Estimated completion time: 15 minutes
Today we will be talking about objects alignment using the Align panel and combining them with the help of the Pathfinder panel and Shape Builder Tool. What you read here is the basic minimum that will allow you to work efficiently with these tools in Adobe Illustrator.
Alignment of vector objects
Align panel is designed to align objects in Adobe Illustrator (Window > Align).
The same alignment options are available in the Control panel as long as multiple objects are selected.
The top row of buttons in the Align panel is designed for absolute alignment of objects. The icons on the buttons clearly tell us what kind of alignment will be achieved. The picture below shows the align bottom of objects. In fact, the alignment occurs along the bottom of the bounding box of the lowest object.
Middle row of buttons is designed for the distribution of objects in several directions. I will not go in details on these features, because in all years of my practice I have never used them. In practice you often need to arrange the objects so that the distance between them was of the same given amount. The lower part of Align panel is designed for these purposes. Let’s see how to implement such a distribution. Let’s suppose that we have several similar objects aligned vertically, but at different distances one from another.
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Open the fly-out menu Align to: and choose Align to Key Object.
Key in the necessary amount in the numeric field, and press the Horizontal Distribute Space button for distribution of objects in horizontal direction.
Now objects are located so as we wanted them to be.
Sometimes we need to align objects along the Artboard. To do this, select Align to Artboard in the menu Align to:
Then click on the desired alignment button in the Align panel.
Now, let us consider the case where we need to align objects according to a single object. It is also very common. Select all the objects, then click on the object according to which the alignment will be done, hold Command / Ctrl key.
Now select the desired alignment option.
You can align two objects using a special mode, called Smart Guides (View > Smart Guides (Command / Ctrl + U)). When you move one of the objects temporary guides turn on. These guides show the center and the edge of a nearby object.
By the way, I always work with the Smart Guides mode on.
Combining objects with the help of the Pathfinder panel and Shape Builder Tool
Very often complex geometric shapes can be created using a combination of simple geometric objects, the creation of which we discussed in the article Creating Objects Using Basic Geometric Shapes in Adobe Illustrator. For example, it is not reasonable to create the shape of the wrench as shown in the picture below using the Pen Tool (P).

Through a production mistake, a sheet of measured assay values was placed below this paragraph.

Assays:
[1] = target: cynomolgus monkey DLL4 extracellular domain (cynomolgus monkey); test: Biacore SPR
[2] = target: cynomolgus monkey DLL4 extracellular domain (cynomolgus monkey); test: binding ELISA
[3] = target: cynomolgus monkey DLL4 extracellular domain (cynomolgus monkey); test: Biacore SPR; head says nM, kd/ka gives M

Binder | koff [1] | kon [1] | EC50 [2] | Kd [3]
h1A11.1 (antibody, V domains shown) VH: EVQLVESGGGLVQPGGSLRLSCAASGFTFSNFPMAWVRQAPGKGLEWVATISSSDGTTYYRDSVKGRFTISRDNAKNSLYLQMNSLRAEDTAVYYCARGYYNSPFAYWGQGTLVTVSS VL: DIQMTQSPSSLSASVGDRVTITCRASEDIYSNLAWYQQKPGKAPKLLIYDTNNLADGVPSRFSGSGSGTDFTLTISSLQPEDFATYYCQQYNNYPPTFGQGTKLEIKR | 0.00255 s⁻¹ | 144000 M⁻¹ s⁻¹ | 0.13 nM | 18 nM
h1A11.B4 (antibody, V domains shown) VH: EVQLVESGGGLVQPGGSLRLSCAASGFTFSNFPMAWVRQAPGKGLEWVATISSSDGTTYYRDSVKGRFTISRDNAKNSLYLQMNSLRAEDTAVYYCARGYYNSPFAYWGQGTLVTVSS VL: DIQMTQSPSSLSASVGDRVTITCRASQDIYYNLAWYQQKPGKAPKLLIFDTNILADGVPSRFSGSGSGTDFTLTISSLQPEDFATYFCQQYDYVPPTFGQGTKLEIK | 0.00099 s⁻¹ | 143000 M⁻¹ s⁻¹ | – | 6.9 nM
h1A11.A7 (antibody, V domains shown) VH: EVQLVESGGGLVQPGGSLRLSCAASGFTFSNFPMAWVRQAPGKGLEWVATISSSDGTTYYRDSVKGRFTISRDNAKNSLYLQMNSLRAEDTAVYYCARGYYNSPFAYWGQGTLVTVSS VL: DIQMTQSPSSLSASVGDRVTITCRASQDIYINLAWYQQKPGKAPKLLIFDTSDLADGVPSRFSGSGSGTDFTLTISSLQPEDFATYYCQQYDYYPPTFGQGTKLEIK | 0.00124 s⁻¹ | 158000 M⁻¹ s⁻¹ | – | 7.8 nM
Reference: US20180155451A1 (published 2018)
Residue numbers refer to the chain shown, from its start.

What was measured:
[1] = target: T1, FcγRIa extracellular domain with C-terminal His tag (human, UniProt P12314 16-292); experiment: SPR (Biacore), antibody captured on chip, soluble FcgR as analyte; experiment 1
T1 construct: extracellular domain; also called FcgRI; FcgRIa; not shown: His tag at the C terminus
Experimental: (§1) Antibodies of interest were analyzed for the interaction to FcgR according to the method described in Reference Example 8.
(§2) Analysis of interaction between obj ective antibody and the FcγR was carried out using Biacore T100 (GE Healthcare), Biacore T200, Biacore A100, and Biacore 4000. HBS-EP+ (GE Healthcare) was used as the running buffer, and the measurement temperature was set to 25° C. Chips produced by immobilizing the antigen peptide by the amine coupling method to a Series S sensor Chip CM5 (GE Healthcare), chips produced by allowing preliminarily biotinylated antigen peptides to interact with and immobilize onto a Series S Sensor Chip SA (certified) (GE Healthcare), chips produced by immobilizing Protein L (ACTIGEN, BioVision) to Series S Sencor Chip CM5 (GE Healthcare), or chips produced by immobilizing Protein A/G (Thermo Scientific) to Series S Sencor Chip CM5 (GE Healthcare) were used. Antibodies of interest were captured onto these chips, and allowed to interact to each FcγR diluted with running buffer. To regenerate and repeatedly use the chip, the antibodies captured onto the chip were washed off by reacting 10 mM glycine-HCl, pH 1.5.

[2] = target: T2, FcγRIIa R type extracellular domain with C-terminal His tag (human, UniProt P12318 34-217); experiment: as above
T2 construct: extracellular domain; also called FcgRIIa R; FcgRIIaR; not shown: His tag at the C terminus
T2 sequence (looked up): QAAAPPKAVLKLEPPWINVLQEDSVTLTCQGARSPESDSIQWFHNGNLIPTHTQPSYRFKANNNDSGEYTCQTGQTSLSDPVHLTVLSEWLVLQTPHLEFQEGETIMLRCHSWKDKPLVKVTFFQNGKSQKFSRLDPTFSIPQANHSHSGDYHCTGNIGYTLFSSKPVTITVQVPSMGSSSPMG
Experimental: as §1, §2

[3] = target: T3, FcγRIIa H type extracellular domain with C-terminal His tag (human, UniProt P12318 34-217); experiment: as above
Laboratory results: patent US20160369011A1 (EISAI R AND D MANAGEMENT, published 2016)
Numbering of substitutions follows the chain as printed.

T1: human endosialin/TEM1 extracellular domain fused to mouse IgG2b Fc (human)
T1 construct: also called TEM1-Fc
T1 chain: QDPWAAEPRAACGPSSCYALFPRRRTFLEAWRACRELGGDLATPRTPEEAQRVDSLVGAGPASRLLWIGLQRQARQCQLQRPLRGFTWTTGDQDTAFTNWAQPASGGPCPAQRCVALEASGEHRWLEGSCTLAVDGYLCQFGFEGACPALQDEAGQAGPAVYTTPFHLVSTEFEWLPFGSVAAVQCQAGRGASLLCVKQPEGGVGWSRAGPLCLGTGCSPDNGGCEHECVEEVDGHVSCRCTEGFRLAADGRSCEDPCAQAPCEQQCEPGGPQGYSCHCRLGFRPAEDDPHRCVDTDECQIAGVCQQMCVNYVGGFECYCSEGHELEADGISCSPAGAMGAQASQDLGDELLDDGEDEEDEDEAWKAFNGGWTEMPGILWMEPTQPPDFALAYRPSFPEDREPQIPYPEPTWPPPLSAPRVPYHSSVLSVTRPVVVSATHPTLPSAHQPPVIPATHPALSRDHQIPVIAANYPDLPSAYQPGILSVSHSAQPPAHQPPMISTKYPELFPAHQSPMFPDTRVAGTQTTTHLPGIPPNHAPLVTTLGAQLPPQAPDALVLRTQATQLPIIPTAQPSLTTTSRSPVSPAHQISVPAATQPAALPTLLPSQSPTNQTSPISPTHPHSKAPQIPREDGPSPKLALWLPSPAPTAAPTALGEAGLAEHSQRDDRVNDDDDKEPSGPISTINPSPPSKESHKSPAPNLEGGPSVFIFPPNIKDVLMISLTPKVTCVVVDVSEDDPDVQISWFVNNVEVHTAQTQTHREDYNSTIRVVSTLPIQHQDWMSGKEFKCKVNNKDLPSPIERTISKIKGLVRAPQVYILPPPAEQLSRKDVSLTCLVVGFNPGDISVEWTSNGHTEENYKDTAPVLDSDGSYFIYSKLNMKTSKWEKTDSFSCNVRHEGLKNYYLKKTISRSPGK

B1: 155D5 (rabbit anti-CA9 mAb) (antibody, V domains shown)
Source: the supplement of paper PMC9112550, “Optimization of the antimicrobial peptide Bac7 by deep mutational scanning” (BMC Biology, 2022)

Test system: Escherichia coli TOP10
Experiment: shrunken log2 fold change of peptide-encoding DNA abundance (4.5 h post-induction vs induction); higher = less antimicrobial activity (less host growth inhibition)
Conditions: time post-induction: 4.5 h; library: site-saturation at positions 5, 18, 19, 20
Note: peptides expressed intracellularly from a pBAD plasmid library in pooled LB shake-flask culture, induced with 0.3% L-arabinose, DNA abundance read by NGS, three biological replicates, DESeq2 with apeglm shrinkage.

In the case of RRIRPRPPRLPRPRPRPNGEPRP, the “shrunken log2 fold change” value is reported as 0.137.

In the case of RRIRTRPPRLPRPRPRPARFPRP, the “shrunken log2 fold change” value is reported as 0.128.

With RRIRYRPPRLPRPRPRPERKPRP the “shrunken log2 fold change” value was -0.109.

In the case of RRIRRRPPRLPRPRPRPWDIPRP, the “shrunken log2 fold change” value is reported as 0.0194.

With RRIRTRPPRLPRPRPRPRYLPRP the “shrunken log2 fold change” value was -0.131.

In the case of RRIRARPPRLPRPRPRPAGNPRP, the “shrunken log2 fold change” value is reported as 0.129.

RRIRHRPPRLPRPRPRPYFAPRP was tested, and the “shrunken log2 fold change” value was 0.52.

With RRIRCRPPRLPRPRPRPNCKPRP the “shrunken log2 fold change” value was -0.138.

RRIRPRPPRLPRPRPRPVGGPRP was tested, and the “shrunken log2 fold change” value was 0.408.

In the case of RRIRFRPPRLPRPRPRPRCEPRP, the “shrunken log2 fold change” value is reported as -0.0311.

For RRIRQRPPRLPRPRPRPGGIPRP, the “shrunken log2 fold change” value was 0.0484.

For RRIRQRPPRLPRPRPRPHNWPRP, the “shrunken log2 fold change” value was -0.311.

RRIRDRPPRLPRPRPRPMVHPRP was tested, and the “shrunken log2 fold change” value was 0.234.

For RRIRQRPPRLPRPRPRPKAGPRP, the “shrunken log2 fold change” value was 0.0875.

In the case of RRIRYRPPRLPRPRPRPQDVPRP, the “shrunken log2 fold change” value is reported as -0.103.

In such cases simple geometrical objects, Pathfinder panel and Shape Builder Tool become very helpful. Pathfinder panel has many features, but in practice I use only four of them. These are Unite, Minus Front, Intersect and Divide.
Let’s go back to our wrench and see how these features work. Thus, the shape of the wrench can be represented as a combination of two circles, two hexagons and a rectangle.
To combine a rectangle and two circles into one shape use Unite button in the Pathfinder panel.
Minus Front subtract the shape of the shape of the upper object from the shape of the lower object.
Intersect command removes some of the objects that are beyond their intersection, combining the rest into a single path.
In practice, the Intersect is used to create glares and shadows on the objects. Let’s see how it can be done. The picture below shows the wrench and the shape that will become a glare.
Copy the shape of the wrench and paste it in front (Command / Ctrl + C, Command / Ctrl + F), then select the upper shape of the wrench and shape of glare and click Intersect in the Pathfinder panel.
Too many actions? I agree. The last two releases of Adobe Illustrator have Shape Builder Tool, which allows you to do the same operation much faster. Let’s go back to the original objects. So, select the shape of glare and wrench, take the Shape Builder Tool, holding down Option / Alt key, click on the parts of the glare that go beyond the intersection.
This will remove the selected parts of the object. Just two clicks and the required shape is ready.
Divide cuts the artwork into separate pieces wherever shapes overlap.
In practice, I often cut an object with the help of one or more paths.
In the picture above the new objects are colored in different colors for clarity purposes.
Perhaps I could write a book about the tools described in this brief article. I only cover the practical side of my creative process. And I think that this is enough for the successful work. Next time we will talk about 3D modeling in Adobe Illustrator.